Ghazal 179, Verse 1


mai;N u;Nhe;N chhe;Ruu;N aur kuchh nah kahe;N
chal nikalte jo mai piye hote

1) [that] I would tease her, and she would say nothing?!
2) she would have started in, if she had [been in a state of having] drunk wine



That is, it's surprising that I would tease her and she would say nothing. Here [in the second line] it would have been better [in idiomatic usage] to cut out the word 'wine'. (202)

== Nazm page 202

Bekhud Dihlavi:

He says, 'That I would tease her, and in reply to this she wouldn't abuse me-- this is surprising! It seems that at that time she hadn't been drinking wine; thus she understood that I was teasing her.' (260-61)

Bekhud Mohani:

At first he says, that I would tease her and she would remain silent-- I don't understand this. Then he himself reflects-- yes, indeed, the reason for her not becoming angry is that at that time she was not extremely drunk (when lovers tease beloveds, they hear abuse). (356)


WINE: {49,1}

That idiomatic form chal nikalnaa is one that I had to ask people about, since I thought it might have some kind of double meaning. But apparently it doesn't; it just means 'to begin, to start doing something'. Sometimes, according to S. R. Faruqi, it can have slight erotic overtones.

In the first line, the lover seems to be muttering to himself in amazement. We can't, of course, tell what kind of amazement. Is he relieved to escape so lightly, or disappointed that his witticisms produced no reaction, or simply surprised at her unusual aquiescence? Under mushairah performance conditions, we of course have to wait for the second line and hope that it will enlighten us.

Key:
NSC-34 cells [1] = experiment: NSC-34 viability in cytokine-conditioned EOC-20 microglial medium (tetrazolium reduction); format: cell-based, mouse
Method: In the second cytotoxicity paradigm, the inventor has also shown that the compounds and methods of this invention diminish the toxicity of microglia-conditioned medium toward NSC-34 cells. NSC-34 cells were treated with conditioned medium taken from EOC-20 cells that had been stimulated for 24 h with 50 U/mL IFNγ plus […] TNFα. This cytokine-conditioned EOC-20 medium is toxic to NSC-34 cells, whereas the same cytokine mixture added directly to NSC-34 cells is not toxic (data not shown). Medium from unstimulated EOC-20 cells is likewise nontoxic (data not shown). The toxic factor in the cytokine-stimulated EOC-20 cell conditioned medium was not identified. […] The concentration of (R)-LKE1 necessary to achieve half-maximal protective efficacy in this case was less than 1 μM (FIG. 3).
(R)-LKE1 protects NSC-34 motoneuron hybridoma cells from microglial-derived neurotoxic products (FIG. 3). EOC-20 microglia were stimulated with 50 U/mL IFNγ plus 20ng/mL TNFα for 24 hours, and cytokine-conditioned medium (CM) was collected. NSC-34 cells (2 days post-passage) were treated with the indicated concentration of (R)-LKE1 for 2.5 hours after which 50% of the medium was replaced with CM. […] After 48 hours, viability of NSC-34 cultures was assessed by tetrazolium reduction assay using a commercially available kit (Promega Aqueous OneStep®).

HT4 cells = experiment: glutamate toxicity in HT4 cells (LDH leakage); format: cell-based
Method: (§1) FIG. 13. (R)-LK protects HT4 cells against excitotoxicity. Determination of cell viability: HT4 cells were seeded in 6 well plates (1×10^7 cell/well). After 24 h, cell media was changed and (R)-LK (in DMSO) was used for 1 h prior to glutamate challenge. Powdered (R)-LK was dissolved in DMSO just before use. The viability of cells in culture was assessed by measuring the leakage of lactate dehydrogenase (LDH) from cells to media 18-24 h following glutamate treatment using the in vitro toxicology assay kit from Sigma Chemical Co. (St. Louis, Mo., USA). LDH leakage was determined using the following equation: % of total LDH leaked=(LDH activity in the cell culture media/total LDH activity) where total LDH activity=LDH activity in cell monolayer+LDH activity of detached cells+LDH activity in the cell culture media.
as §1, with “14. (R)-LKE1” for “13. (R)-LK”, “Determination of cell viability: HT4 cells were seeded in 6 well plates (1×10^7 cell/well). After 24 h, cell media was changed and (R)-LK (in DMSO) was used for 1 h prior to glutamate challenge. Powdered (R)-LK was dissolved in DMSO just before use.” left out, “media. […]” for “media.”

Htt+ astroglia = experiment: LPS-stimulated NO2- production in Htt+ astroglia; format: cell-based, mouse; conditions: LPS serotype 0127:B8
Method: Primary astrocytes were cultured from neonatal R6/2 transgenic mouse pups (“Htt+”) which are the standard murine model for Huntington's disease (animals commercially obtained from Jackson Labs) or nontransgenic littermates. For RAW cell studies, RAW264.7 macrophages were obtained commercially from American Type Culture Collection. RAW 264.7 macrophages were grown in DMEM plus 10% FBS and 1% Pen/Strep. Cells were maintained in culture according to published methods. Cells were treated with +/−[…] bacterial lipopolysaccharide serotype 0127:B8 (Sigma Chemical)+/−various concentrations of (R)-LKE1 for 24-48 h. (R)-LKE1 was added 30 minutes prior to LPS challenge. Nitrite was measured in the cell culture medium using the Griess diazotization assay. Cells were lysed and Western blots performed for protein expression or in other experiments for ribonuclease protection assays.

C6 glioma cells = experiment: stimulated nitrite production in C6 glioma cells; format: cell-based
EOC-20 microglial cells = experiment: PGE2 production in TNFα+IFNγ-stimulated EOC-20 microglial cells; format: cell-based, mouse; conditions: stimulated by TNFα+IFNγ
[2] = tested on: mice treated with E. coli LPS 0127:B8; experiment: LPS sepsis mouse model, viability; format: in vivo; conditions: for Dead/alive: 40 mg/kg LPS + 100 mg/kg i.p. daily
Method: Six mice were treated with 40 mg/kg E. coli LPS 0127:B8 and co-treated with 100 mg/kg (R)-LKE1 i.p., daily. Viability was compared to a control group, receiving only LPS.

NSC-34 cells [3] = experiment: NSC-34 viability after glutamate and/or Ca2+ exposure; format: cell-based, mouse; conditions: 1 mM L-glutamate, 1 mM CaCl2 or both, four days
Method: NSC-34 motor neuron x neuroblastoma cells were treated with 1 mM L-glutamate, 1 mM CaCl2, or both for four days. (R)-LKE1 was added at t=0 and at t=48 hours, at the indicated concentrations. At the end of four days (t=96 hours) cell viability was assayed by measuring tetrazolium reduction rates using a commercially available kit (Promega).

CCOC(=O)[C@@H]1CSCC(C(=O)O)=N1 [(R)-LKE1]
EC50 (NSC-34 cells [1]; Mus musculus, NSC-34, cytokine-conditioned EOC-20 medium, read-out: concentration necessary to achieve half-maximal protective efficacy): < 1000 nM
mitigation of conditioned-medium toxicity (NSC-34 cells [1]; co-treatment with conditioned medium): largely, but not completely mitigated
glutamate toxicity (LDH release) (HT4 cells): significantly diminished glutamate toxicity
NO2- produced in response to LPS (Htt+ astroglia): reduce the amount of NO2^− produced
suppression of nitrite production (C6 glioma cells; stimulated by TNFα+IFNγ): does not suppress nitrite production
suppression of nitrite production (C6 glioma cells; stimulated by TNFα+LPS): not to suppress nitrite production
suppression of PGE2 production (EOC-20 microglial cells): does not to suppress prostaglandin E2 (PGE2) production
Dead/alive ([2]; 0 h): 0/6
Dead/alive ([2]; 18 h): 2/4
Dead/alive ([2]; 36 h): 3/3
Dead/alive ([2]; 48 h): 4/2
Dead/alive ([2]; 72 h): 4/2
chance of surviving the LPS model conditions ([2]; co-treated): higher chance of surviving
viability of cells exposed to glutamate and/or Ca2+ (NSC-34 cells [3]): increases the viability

Even when we hear the second line, however, we can't tell what alternative behavior on her part the lover might be envisioning. The commentators are sure that what she would have started doing is abusing the lover, but the verse is careful to leave the question open. Perhaps if she had been intoxicated, she might have started flirting, or teasing the lover in return, or doing something else that we can't tell from the verse but that long experience has taught the lover to expect. Since the whole verse is a sort of thoughtful mumble that the lover is saying to himself, it's not surprising that it remains cryptic. We readers have to do the work ourselves, by supplying the missing elements of behavior according to our own experience. The intimacy of the verse is the real hook: it's as though we're overhearing the lover as he talks to himself, trying to make sense of her behavior (and thus of his own prospects too).